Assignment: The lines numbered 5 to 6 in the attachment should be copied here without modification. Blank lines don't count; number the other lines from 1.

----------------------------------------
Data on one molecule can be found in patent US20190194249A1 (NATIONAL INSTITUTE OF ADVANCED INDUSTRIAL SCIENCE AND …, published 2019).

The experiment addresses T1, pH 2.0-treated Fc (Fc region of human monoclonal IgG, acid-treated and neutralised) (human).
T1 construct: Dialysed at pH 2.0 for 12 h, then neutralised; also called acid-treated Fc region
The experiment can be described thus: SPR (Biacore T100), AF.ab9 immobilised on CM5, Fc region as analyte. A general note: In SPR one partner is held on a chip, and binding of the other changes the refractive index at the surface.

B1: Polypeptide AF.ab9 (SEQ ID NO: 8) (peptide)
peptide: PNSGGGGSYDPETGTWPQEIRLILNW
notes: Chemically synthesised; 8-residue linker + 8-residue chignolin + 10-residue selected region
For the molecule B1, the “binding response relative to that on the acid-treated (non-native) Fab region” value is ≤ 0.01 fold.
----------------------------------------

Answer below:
B1: Polypeptide AF.ab9 (SEQ ID NO: 8) (peptide)
peptide: PNSGGGGSYDPETGTWPQEIRLILNW